Wolfgang Buckel

Wolfgang Buckel

Prof. Dr. Wolfgang Buckel

Faculty of Biology, Philipps University & Max Planck Institute for Terrestrial Microbiology
Biochemistry of anaerobes
Laboratory for Microbiology, Biology, PUM
+49-6421 28 22088


Research area

We are interested in enzymes with radicals in their catalytic pathways. Well known members of this group use dioxygen, S-adenosylmethionine and coenzyme B as radical generators. We study 2- and 4-hydroxyacyl-CoA dehydratases that only apply one-electron transfers mediated by flavin and iron-sulfur clusters for generation of ketyl radicals (radical anions). These oxygen sensitive enzymes are involved in amino acid fermentations mainly by clostridia and some other anaerobic Bacteria and Archaea. 2-Hydroxyacyl-CoA dehydratases require activation by an ATP-dependent one-electron reduction catalyzed by an iron-sulfur cluster containing ‘archerase’. The thereby proposed conformational change resembles an archer shooting arrows instead of electrons. The electron for the archerase is supplied by ferredoxin that is reduced by NADH in a novel process called ‘bifurcation’ mediated by a complex of butyryl-CoA dehydrogenase and electron-transfer-flavoprotein (ETF). This complex catalyzes the exergonic reduction of crotonyl-CoA to butyryl-CoA by NADH coupled to the endergonic reduction of two ferredoxins by NADH. Thus the electrons of NADH are split or bifurcated to higher and lower redox potentials that enable a new type of energy conservation in anaerobes.


Research project within SYNMIKRO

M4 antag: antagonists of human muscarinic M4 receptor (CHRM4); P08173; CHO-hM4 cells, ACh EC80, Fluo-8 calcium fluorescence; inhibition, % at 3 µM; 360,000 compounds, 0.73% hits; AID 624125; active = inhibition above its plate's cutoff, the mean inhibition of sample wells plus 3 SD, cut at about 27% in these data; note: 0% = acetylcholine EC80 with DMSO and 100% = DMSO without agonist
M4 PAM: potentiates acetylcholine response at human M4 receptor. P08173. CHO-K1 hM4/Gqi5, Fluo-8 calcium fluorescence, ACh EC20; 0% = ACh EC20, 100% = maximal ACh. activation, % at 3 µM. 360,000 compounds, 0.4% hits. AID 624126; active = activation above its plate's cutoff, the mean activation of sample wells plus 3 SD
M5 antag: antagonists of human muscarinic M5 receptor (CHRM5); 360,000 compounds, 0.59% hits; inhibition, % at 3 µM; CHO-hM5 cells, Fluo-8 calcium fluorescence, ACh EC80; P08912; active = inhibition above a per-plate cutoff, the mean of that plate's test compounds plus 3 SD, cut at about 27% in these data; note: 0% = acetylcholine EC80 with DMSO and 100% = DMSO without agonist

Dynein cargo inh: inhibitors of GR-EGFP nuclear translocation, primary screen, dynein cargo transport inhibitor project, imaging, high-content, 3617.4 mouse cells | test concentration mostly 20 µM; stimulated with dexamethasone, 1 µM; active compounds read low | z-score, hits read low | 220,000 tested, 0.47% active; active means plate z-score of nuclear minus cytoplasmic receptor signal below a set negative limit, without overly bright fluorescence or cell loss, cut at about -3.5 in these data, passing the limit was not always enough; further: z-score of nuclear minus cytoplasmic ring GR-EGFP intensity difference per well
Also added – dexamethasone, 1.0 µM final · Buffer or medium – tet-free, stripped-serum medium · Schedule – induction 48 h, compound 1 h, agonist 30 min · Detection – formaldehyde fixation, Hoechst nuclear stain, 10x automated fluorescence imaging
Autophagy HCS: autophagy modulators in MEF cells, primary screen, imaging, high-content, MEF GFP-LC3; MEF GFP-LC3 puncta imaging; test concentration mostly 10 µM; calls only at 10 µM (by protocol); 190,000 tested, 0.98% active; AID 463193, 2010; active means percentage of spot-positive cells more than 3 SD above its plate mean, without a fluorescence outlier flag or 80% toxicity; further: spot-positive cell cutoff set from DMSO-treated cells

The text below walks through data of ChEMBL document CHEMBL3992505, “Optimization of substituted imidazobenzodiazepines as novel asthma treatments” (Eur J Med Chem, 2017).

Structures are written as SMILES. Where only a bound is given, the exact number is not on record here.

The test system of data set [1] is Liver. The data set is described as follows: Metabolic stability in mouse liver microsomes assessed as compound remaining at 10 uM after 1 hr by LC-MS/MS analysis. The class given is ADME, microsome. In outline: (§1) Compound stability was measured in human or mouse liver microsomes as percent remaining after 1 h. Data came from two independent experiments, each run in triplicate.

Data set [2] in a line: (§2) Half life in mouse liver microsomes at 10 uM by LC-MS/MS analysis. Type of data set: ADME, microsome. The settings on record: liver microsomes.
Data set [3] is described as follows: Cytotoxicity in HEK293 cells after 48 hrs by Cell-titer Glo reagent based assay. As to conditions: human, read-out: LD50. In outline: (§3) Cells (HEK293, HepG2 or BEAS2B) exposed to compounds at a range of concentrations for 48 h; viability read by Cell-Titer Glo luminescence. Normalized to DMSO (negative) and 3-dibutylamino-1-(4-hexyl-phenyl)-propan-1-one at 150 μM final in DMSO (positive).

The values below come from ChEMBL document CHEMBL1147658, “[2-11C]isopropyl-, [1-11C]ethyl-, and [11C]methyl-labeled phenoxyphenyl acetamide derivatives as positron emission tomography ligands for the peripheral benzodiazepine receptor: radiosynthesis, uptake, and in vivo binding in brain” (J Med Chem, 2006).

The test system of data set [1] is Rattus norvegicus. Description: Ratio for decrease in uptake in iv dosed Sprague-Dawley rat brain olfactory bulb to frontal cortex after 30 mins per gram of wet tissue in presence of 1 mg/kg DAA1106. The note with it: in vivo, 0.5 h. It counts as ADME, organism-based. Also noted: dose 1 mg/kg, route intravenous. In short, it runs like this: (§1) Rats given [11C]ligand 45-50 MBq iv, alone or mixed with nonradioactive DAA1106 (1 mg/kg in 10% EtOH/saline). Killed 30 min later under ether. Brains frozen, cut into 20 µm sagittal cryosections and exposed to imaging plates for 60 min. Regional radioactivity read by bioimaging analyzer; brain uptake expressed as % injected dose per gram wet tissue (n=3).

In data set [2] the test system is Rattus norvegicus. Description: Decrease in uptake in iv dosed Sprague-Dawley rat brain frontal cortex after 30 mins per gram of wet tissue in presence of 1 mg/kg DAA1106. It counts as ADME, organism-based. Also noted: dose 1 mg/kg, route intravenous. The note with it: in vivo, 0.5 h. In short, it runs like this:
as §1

Trans-glutaconic acid, (E)-pentene-1,5-dioic acid, is an unsaturated C5-dicarboxylic acid that can be reduced to the saturated glutaric acid (pentane-1,5-dioic acid), from which its name was derived. In the chemical industry, both acids have the potential to be used as monomers for biodegradable polyesters. Glutaconic acid might be additionally applied for the formation of polyamides by condensation with suitable αω-diaminoalkanes. The ideal material for biological production of glutaconic acid would be glutamic acid obtained by sugar fermentation. The α-elimination of ammonia from glutamate to glutaconate, however, is chemically not feasible. Nevertheless, some anaerobic bacteria, such as Acidaminococcus fermentans Clostridium symbiosum, catalyze this reaction in five steps during the fermentation of glutamate to ammonia, CO2, acetate, butyrate, and molecular hydrogen. This pathway converts glutamate to ammonia and 2-oxoglutarate, followed by an NADH-dependent reduction to (R)-2-hydroxyglutarate. Glutaconate CoA-transferase mediates the activation to (R)-2-hydroxyglutaryl-CoA, which is converted to (E)-glutaconyl-CoA by the 2-hydroxyacyl-CoA dehydratase (see above). To convert Escherichia coli into a glutaconate producer, we expressed six genes in this organism encoding 2-hydroxyglutarate dehydrogenase, glutaconate CoA-transferase, and the activator of the dehydratase fromA. fermentans, as well as 2-hydroxyglutaryl-CoA dehydratase from C. symbiosum. The new pathway diverts from central metabolism at 2-oxoglutarate. Our data demonstrate that the biological production of 3 mM glutaconate is possible. To obtain higher concentrations, many parameters need to be optimized, e. g., the glucose concentration, expression of the genes coding for the transferase and dehydratase, attenuation of ethanol production, and facilitation of glutaconate export. A further goal is the reduction of glutaconyl-CoA to glutaryl-CoA, possibly by expressing the gene coding for the non-decarboxylating glutaryl-CoA dehydrogenase together with the electron bifurcating ETF from Syntrophus aciditrophicus. This could lead to a glutarate producing strain. Recent experiments on the substrate specificity of the enzymes involved in glutaconate production indicate that this pathway could also be used to reduce 2-oxoadipate to adipate, a constituent of Nylon-6,6 (Figure 1).